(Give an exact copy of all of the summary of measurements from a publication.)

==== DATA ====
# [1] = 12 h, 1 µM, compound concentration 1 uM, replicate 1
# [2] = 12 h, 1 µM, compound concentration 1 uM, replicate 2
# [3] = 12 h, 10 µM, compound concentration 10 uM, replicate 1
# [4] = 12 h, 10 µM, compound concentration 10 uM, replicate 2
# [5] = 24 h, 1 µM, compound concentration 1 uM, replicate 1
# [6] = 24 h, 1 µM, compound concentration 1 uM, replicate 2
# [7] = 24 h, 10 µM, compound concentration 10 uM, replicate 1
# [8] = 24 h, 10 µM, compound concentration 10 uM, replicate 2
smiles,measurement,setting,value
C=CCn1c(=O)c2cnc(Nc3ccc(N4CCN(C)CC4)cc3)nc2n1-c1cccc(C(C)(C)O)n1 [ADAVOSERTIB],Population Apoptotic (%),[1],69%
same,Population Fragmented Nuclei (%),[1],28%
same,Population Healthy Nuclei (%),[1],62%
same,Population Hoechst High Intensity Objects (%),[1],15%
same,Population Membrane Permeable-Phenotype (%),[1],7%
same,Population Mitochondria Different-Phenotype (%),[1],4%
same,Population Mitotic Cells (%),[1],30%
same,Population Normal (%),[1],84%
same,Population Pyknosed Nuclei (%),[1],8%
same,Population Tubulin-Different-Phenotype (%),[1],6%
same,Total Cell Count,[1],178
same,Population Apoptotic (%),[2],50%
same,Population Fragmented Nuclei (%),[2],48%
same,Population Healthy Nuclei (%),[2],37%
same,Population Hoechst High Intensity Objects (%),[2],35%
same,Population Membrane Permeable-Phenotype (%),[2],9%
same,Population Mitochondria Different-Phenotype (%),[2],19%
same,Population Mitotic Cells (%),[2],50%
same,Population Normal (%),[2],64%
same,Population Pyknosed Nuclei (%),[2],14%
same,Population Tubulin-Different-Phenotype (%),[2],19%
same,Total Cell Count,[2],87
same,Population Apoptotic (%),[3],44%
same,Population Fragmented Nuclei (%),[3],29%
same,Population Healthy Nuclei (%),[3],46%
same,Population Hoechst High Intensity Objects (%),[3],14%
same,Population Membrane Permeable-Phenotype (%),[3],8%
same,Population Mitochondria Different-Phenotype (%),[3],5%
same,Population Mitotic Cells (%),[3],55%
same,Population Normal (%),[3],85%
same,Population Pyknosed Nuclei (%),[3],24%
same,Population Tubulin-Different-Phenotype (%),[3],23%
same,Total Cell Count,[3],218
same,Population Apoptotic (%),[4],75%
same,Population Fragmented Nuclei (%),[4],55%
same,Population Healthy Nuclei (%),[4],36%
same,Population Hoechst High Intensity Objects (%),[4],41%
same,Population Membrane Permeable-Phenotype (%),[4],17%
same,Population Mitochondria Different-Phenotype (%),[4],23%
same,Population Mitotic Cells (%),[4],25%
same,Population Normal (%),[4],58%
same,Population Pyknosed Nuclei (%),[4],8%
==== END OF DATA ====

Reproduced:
# [1] = 12 h, 1 µM, compound concentration 1 uM, replicate 1
# [2] = 12 h, 1 µM, compound concentration 1 uM, replicate 2
# [3] = 12 h, 10 µM, compound concentration 10 uM, replicate 1
# [4] = 12 h, 10 µM, compound concentration 10 uM, replicate 2
# [5] = 24 h, 1 µM, compound concentration 1 uM, replicate 1
# [6] = 24 h, 1 µM, compound concentration 1 uM, replicate 2
# [7] = 24 h, 10 µM, compound concentration 10 uM, replicate 1
# [8] = 24 h, 10 µM, compound concentration 10 uM, replicate 2
smiles,measurement,setting,value
C=CCn1c(=O)c2cnc(Nc3ccc(N4CCN(C)CC4)cc3)nc2n1-c1cccc(C(C)(C)O)n1 [ADAVOSERTIB],Population Apoptotic (%),[1],69%
same,Population Fragmented Nuclei (%),[1],28%
same,Population Healthy Nuclei (%),[1],62%
same,Population Hoechst High Intensity Objects (%),[1],15%
same,Population Membrane Permeable-Phenotype (%),[1],7%
same,Population Mitochondria Different-Phenotype (%),[1],4%
same,Population Mitotic Cells (%),[1],30%
same,Population Normal (%),[1],84%
same,Population Pyknosed Nuclei (%),[1],8%
same,Population Tubulin-Different-Phenotype (%),[1],6%
same,Total Cell Count,[1],178
same,Population Apoptotic (%),[2],50%
same,Population Fragmented Nuclei (%),[2],48%
same,Population Healthy Nuclei (%),[2],37%
same,Population Hoechst High Intensity Objects (%),[2],35%
same,Population Membrane Permeable-Phenotype (%),[2],9%
same,Population Mitochondria Different-Phenotype (%),[2],19%
same,Population Mitotic Cells (%),[2],50%
same,Population Normal (%),[2],64%
same,Population Pyknosed Nuclei (%),[2],14%
same,Population Tubulin-Different-Phenotype (%),[2],19%
same,Total Cell Count,[2],87
same,Population Apoptotic (%),[3],44%
same,Population Fragmented Nuclei (%),[3],29%
same,Population Healthy Nuclei (%),[3],46%
same,Population Hoechst High Intensity Objects (%),[3],14%
same,Population Membrane Permeable-Phenotype (%),[3],8%
same,Population Mitochondria Different-Phenotype (%),[3],5%
same,Population Mitotic Cells (%),[3],55%
same,Population Normal (%),[3],85%
same,Population Pyknosed Nuclei (%),[3],24%
same,Population Tubulin-Different-Phenotype (%),[3],23%
same,Total Cell Count,[3],218
same,Population Apoptotic (%),[4],75%
same,Population Fragmented Nuclei (%),[4],55%
same,Population Healthy Nuclei (%),[4],36%
same,Population Hoechst High Intensity Objects (%),[4],41%
same,Population Membrane Permeable-Phenotype (%),[4],17%
same,Population Mitochondria Different-Phenotype (%),[4],23%
same,Population Mitotic Cells (%),[4],25%
same,Population Normal (%),[4],58%
same,Population Pyknosed Nuclei (%),[4],8%